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KEVIN MCKENNA’S DIARY: Kevin Bridges has a novel approach to comedy

WHEN I told some friends that I was enjoying Kevin Bridges’s first novel the looks around the table could have toasted the cinnamon on top of their artisan lattes. During the holiday season media types like us are fond of recommending summer reads. 

Conversations about books in coffee shops quickly become games of social monopoly. You quickly try to recall the winner of this year’s Booker or Whitbread and roughly what it was about. The trick is to get your bit in early. And then you say: “I’m reading Tomb Of Sand: very profound and with a message for the times we live in.”

It matters not that you’ve only read an on-line review or that you avoid mentioning the author’s name, Geetanjali Shree principally because you don’t know any of her other works. 

All that matters is that Tomb Of Sand is the winner of the Booker prize and that no-one will gainsay you because they don’t want to be accused of not knowing who the winner was. 

When such conversations occur, I usually take refuge in a cheeky wee Hilary Mantel. 

A book with bite
KEVIN Bridges’s novel is called The Black Dog, whose chief protagonist Declan stacks supermarket shelves by day and attends a writing class at night as he clings to his dream of becoming a writer. I found it edgy, dark, funny and perceptive … and very sharply observed.  

I shouldn’t have been surprised that one of the UK’s cleverest comedians has written a decent novel. Bridges finds humour in daily human transactions. Often, he simply amplifies incidents and situations, and incidents which had already caused public mirth and then dramatises them. I’m thinking about the Rangers FC face-painter here.  

I won’t give any plotlines away, but early on he deploys the phrase “inebriation deficit”. This is when you arrive late for a major bevvy session and ways of catching up quickly with your chums.

In Bridges’s book, this is achieved by purchasing a quarter bottle of vodka en route, topping up a half-full Coke bottle and tanning it on the way, a process he calls a “Coke vodka mixology”. 

Words of mouth
ANOTHER Scottish working-class writer, meanwhile, continues to flourish. Sophie Gravia found success last year with her novel, A Glasgow Kiss. 

The sanitised blurb for A Glasgow Kiss would be something like: “The hilarious adventures of Glasgow nurse as she navigates the treacherous waters of online dating.” A more accurate strapline might be: “Good, Bad, Ugly: a user’s guide to getting a decent lumber in the west of Scotland.”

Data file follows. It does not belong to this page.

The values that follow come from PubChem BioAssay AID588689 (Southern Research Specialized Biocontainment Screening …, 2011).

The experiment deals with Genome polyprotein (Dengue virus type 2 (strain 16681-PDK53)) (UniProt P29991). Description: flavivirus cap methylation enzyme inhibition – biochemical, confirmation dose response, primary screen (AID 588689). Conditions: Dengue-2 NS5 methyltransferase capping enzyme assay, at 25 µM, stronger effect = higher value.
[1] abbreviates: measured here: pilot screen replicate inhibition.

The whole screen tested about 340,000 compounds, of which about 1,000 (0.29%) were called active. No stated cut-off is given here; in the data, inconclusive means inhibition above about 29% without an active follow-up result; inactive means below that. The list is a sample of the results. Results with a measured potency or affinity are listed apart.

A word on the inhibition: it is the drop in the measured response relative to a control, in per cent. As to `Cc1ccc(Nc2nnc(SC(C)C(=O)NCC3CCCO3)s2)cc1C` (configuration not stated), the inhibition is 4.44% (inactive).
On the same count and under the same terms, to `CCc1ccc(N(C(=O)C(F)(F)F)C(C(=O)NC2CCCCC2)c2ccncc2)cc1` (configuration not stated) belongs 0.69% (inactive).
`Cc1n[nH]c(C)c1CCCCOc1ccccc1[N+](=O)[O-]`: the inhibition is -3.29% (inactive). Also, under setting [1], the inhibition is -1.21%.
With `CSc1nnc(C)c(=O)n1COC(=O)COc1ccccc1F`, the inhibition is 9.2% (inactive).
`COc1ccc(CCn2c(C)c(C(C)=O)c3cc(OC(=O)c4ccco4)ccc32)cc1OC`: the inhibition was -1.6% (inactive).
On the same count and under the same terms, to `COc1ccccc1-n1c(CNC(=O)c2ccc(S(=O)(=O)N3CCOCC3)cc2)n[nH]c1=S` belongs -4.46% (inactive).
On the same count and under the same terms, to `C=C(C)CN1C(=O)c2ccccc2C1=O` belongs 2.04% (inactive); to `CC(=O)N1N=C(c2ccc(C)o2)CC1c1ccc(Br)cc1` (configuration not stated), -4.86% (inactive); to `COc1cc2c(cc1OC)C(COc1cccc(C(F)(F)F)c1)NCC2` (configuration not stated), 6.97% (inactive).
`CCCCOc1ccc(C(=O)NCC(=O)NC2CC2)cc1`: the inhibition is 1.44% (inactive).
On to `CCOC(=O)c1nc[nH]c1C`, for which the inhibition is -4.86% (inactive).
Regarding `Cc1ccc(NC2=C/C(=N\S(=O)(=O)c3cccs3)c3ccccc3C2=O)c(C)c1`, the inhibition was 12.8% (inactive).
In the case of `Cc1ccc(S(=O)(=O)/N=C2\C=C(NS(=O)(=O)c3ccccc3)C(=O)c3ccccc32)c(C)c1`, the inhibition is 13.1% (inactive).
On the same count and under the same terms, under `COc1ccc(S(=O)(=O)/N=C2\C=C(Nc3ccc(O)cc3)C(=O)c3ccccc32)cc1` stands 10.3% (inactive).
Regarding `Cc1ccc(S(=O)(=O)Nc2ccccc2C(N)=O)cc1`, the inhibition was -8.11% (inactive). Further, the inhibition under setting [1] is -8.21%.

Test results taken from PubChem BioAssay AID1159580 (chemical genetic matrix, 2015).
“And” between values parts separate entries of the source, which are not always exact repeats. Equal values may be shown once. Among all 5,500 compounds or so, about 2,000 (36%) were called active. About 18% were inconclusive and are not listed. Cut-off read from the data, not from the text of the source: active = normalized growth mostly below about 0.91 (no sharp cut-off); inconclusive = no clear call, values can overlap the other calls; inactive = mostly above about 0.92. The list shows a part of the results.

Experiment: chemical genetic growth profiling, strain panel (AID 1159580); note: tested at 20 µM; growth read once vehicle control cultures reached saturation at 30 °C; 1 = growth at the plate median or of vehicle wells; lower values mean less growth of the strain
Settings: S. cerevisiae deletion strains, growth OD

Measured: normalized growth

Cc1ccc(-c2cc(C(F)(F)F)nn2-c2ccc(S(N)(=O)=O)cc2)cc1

It was written with wit, a lot of street wisdom and compassion. It introduced me to concepts and practices that made me feel I’d led a sheltered and Trappist existence. And that these ships were now disappearing beyond the stairlift. 

Last week, at the Corinthian entertainment emporium on Glasgow’s Ingram Street, Sophie launched What Happens in Dubai, her follow-up to A Glasgow Kiss. Sadly, but probably fortunately, I had other duties to attend to and couldn’t be there. But a couple of female friends did attend and reported back. 

It was, they both said, hoaching with “Glasgow glamour”, by which I think they meant that every woman – young and old – looked like they had dressed for the Oscars and that they had all carried it off effortlessly. 

Apparently, there were no blokes present … apart from fit and gorgeous drinks waiters who had neglected to wear anything at all. I’m still not sure if my friends were joking. 

And besides, there must surely be a Sunday bylaw in Glasgow that deals with that sort of thing. 

Don deal
LONG before the Corinthian, Glasgow’s demi-monde enjoyed long liquid lunches at a little basement trattoria at the top of Buchanan Street called Caprese. 

It specialised in the stripped-back “nessuna sciocchezza” school of Italian cooking under the eye of Don Costanzo, the charismatic and bandana-wearing owner. 

Critical to Caprese’s unique charm was that three generations of the Don’s family worked there and made their customers and their families feel part of theirs too. The family was forced to quit the restaurant when the city council revealed its plans for a more modern retail feel to accompany Buchanan Galleries. 

They resisted a compulsory purchase order for as long as they could before succumbing when members of staff began encountering low-level intimidation in the form of access lanes being blocked off and bins remaining mysteriously unemptied.  

Now, just 23 years after Buchanan Galleries opened, it will be demolished and replaced with a £825m development combining “a multi-purpose shopping, residential and office quarter”. 

The existing Buchanan Galleries is a charmless, sprawling mess which makes Cumbernauld town centre look like Las Ramblas. They could do worse than inviting Don Costanzo and his red bandana to return from his current location further west.  

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